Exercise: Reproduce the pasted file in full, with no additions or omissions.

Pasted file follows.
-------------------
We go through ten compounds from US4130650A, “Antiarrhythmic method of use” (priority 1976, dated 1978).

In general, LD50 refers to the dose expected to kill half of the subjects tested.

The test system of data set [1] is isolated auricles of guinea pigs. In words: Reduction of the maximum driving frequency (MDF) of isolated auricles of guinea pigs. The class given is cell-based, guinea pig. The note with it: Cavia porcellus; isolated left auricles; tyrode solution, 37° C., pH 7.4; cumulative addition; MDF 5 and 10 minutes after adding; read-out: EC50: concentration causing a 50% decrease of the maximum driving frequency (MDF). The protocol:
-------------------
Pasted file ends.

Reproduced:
We go through ten compounds from US4130650A, “Antiarrhythmic method of use” (priority 1976, dated 1978).

In general, LD50 refers to the dose expected to kill half of the subjects tested.

The test system of data set [1] is isolated auricles of guinea pigs. In words: Reduction of the maximum driving frequency (MDF) of isolated auricles of guinea pigs. The class given is cell-based, guinea pig. The note with it: Cavia porcellus; isolated left auricles; tyrode solution, 37° C., pH 7.4; cumulative addition; MDF 5 and 10 minutes after adding; read-out: EC50: concentration causing a 50% decrease of the maximum driving frequency (MDF). The protocol: